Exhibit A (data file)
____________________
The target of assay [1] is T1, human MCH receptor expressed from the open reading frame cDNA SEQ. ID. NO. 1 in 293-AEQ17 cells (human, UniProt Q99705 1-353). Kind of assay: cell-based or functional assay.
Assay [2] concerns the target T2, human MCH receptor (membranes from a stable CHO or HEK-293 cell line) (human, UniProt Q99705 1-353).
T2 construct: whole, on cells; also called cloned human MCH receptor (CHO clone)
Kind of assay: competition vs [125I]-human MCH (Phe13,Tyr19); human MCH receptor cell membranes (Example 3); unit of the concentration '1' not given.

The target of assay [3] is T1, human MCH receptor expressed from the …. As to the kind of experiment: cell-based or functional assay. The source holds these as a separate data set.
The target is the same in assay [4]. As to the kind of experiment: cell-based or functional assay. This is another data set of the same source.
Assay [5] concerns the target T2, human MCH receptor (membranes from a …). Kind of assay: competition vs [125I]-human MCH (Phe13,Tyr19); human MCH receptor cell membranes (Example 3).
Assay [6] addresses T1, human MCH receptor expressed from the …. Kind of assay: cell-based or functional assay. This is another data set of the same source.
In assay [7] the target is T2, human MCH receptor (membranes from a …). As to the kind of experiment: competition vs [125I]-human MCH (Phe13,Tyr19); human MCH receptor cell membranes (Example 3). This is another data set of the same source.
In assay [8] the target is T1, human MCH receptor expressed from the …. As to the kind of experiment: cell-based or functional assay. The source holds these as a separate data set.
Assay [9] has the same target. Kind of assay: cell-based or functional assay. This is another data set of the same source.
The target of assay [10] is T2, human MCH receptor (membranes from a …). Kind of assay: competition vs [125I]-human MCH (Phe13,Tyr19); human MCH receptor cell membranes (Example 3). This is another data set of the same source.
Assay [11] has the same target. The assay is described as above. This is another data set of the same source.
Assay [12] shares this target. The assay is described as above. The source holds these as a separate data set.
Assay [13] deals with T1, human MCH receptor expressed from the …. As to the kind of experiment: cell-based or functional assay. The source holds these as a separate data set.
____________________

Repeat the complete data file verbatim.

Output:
The target of assay [1] is T1, human MCH receptor expressed from the open reading frame cDNA SEQ. ID. NO. 1 in 293-AEQ17 cells (human, UniProt Q99705 1-353). Kind of assay: cell-based or functional assay.
Assay [2] concerns the target T2, human MCH receptor (membranes from a stable CHO or HEK-293 cell line) (human, UniProt Q99705 1-353).
T2 construct: whole, on cells; also called cloned human MCH receptor (CHO clone)
Kind of assay: competition vs [125I]-human MCH (Phe13,Tyr19); human MCH receptor cell membranes (Example 3); unit of the concentration '1' not given.

The target of assay [3] is T1, human MCH receptor expressed from the …. As to the kind of experiment: cell-based or functional assay. The source holds these as a separate data set.
The target is the same in assay [4]. As to the kind of experiment: cell-based or functional assay. This is another data set of the same source.
Assay [5] concerns the target T2, human MCH receptor (membranes from a …). Kind of assay: competition vs [125I]-human MCH (Phe13,Tyr19); human MCH receptor cell membranes (Example 3).
Assay [6] addresses T1, human MCH receptor expressed from the …. Kind of assay: cell-based or functional assay. This is another data set of the same source.
In assay [7] the target is T2, human MCH receptor (membranes from a …). As to the kind of experiment: competition vs [125I]-human MCH (Phe13,Tyr19); human MCH receptor cell membranes (Example 3). This is another data set of the same source.
In assay [8] the target is T1, human MCH receptor expressed from the …. As to the kind of experiment: cell-based or functional assay. The source holds these as a separate data set.
Assay [9] has the same target. Kind of assay: cell-based or functional assay. This is another data set of the same source.
The target of assay [10] is T2, human MCH receptor (membranes from a …). Kind of assay: competition vs [125I]-human MCH (Phe13,Tyr19); human MCH receptor cell membranes (Example 3). This is another data set of the same source.
Assay [11] has the same target. The assay is described as above. This is another data set of the same source.
Assay [12] shares this target. The assay is described as above. The source holds these as a separate data set.
Assay [13] deals with T1, human MCH receptor expressed from the …. As to the kind of experiment: cell-based or functional assay. The source holds these as a separate data set.